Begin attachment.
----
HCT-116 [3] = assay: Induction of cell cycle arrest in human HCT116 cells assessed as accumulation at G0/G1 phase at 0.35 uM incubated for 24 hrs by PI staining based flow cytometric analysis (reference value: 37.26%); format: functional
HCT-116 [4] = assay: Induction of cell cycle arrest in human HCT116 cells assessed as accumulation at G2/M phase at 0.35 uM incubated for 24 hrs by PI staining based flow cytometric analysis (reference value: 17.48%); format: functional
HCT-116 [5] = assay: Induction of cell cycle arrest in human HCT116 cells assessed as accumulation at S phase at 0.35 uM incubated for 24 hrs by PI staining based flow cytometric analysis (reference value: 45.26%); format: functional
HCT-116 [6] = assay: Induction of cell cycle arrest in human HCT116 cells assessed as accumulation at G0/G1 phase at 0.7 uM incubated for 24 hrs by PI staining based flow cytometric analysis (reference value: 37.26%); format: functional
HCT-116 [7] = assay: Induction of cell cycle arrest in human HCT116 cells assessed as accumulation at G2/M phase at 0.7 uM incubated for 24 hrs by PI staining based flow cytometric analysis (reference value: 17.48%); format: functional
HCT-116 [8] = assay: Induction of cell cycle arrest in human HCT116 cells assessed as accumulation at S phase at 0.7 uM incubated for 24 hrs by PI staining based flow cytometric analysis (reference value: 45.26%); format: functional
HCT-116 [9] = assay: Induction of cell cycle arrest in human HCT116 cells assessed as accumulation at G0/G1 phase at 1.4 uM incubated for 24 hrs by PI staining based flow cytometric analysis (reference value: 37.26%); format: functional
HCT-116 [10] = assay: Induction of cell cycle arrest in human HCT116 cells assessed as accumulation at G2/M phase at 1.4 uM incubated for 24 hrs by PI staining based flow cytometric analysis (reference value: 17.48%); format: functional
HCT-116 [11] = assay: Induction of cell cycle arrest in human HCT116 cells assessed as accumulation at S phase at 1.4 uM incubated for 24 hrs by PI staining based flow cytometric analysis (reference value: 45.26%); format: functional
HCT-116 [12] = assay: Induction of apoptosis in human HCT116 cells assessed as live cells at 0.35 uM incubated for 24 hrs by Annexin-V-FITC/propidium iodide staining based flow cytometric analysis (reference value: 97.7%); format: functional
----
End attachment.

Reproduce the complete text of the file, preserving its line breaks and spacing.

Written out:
HCT-116 [3] = assay: Induction of cell cycle arrest in human HCT116 cells assessed as accumulation at G0/G1 phase at 0.35 uM incubated for 24 hrs by PI staining based flow cytometric analysis (reference value: 37.26%); format: functional
HCT-116 [4] = assay: Induction of cell cycle arrest in human HCT116 cells assessed as accumulation at G2/M phase at 0.35 uM incubated for 24 hrs by PI staining based flow cytometric analysis (reference value: 17.48%); format: functional
HCT-116 [5] = assay: Induction of cell cycle arrest in human HCT116 cells assessed as accumulation at S phase at 0.35 uM incubated for 24 hrs by PI staining based flow cytometric analysis (reference value: 45.26%); format: functional
HCT-116 [6] = assay: Induction of cell cycle arrest in human HCT116 cells assessed as accumulation at G0/G1 phase at 0.7 uM incubated for 24 hrs by PI staining based flow cytometric analysis (reference value: 37.26%); format: functional
HCT-116 [7] = assay: Induction of cell cycle arrest in human HCT116 cells assessed as accumulation at G2/M phase at 0.7 uM incubated for 24 hrs by PI staining based flow cytometric analysis (reference value: 17.48%); format: functional
HCT-116 [8] = assay: Induction of cell cycle arrest in human HCT116 cells assessed as accumulation at S phase at 0.7 uM incubated for 24 hrs by PI staining based flow cytometric analysis (reference value: 45.26%); format: functional
HCT-116 [9] = assay: Induction of cell cycle arrest in human HCT116 cells assessed as accumulation at G0/G1 phase at 1.4 uM incubated for 24 hrs by PI staining based flow cytometric analysis (reference value: 37.26%); format: functional
HCT-116 [10] = assay: Induction of cell cycle arrest in human HCT116 cells assessed as accumulation at G2/M phase at 1.4 uM incubated for 24 hrs by PI staining based flow cytometric analysis (reference value: 17.48%); format: functional
HCT-116 [11] = assay: Induction of cell cycle arrest in human HCT116 cells assessed as accumulation at S phase at 1.4 uM incubated for 24 hrs by PI staining based flow cytometric analysis (reference value: 45.26%); format: functional
HCT-116 [12] = assay: Induction of apoptosis in human HCT116 cells assessed as live cells at 0.35 uM incubated for 24 hrs by Annexin-V-FITC/propidium iodide staining based flow cytometric analysis (reference value: 97.7%); format: functional